Chambers also argued that Apple wanted to "tie developers down" and "make it difficult for developers to target other platforms."
Although Adobe didn't retract those statements Thursday, it welcomed Apple's lifting the ban. "This is great news for developers," Adobe said.
Adobe also reported that developers using Flash Packager to build iOS applications were getting their programs approved for the App Store by Apple on Thursday, suggesting that such software had gotten nixed previously.
Other cross-platform compiler makers had had no such trouble, even during the monthslong stretch when the now-obsolete Apple policy had supposedly been in effect. Both Appcelerator and Unity Technologies, which sell iOS programming tools, stressed on Thursday that developers using their compilers had been able to get ported programs into the App Store since April.
In comments appended to Adobe's Thursday announcement, one Flash developer crowed that his Flash-built iPhone app, CoolerKreator, had been added to the App Store. According to the online mart, the free iPhone wallpaper-maker first appeared Thursday.
But neither Apple's U-turn nor Adobe's resuming of work on Flash Packager have changed the status of Flash itself on iOS-powered devices.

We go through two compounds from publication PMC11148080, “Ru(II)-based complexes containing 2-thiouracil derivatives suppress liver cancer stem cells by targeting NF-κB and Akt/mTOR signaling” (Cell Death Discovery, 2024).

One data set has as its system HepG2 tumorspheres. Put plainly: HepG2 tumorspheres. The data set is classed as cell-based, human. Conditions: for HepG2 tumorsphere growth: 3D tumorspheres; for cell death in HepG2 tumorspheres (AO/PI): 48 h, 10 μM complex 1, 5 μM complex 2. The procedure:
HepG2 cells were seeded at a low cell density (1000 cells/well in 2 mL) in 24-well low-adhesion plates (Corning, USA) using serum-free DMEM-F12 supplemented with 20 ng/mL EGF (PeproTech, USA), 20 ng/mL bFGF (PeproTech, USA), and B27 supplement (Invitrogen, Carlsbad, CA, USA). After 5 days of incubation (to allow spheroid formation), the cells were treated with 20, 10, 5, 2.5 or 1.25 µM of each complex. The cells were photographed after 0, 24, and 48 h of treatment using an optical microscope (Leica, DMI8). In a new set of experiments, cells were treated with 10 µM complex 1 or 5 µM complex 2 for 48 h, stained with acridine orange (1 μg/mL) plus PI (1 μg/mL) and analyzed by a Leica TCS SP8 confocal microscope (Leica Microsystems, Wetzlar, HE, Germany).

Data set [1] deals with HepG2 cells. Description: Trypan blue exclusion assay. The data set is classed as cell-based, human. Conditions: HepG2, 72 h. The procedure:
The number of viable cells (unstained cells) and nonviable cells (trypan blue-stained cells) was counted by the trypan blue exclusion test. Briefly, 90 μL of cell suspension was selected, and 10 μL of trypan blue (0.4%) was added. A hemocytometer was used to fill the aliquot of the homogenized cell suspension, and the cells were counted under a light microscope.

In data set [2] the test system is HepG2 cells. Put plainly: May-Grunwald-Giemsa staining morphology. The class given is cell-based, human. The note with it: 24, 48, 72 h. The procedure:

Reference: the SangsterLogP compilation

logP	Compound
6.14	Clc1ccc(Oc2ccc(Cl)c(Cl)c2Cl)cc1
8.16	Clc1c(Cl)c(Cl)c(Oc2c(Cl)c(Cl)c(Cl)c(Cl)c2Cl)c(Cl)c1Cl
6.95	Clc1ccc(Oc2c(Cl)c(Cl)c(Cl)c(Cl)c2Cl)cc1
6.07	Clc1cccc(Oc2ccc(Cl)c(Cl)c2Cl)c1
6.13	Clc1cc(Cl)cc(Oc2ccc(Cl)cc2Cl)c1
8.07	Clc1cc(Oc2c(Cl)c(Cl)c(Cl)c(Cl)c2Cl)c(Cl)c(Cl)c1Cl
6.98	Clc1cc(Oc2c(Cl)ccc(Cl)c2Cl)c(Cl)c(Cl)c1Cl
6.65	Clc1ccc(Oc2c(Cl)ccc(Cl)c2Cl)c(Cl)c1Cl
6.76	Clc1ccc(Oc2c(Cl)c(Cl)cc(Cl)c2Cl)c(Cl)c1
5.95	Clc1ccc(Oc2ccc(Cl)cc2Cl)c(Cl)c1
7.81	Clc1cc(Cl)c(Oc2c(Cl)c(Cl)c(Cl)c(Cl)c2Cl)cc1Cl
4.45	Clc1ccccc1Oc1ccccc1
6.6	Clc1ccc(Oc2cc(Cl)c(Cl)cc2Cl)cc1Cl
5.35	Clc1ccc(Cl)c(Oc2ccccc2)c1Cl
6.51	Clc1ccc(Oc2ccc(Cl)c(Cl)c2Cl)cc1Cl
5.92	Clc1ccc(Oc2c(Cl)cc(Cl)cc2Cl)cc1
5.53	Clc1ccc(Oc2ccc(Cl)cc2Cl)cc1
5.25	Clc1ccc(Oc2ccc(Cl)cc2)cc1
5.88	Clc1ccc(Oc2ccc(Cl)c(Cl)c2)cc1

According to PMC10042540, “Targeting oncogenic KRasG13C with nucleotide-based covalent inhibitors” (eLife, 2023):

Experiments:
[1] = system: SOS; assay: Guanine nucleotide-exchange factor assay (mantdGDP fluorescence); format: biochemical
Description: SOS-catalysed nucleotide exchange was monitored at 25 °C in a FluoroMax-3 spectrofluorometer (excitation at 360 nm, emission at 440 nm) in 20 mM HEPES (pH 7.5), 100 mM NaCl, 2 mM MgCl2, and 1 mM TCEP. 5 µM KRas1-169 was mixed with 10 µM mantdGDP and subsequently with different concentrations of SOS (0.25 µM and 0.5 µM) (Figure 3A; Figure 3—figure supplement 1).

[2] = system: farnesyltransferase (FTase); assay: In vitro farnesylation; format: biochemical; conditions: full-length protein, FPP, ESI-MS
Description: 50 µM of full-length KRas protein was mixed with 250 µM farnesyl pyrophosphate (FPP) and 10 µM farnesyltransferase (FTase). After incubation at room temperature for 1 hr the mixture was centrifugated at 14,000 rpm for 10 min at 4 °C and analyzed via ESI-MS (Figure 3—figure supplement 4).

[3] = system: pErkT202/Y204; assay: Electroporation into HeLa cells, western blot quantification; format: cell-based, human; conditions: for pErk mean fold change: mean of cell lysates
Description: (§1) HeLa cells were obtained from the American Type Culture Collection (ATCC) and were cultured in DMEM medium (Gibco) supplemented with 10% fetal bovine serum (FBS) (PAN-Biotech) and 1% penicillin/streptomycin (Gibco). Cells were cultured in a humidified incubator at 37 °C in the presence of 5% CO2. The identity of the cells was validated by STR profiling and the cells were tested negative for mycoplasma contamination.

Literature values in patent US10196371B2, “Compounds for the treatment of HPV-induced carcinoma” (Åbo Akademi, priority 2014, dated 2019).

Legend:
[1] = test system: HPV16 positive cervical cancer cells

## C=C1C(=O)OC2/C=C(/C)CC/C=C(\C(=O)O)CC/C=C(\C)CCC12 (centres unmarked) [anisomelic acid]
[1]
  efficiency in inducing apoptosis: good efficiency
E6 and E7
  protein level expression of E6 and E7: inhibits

"We do want to point out that Apple's restriction on Flash content running in the browser on iOS devices remains in place," Adobe said.
That dispute, which has been heated at times, is less likely to be resolved. Apple and Adobe have traded blows this year over Flash content on iOS, with Apple CEO Steve Jobs trashing Flash in a rare public missive in late April and the co-chairs of Adobe's board of directors accusing Apple of undermining the Web in mid May.
Gregg Keizer covers Microsoft, security issues, Apple, Web browsers and general technology breaking news for Computerworld. Follow Gregg on Twitter at @gkeizer or subscribe to Gregg's RSS feed. His email address is firstname.lastname@example.org.
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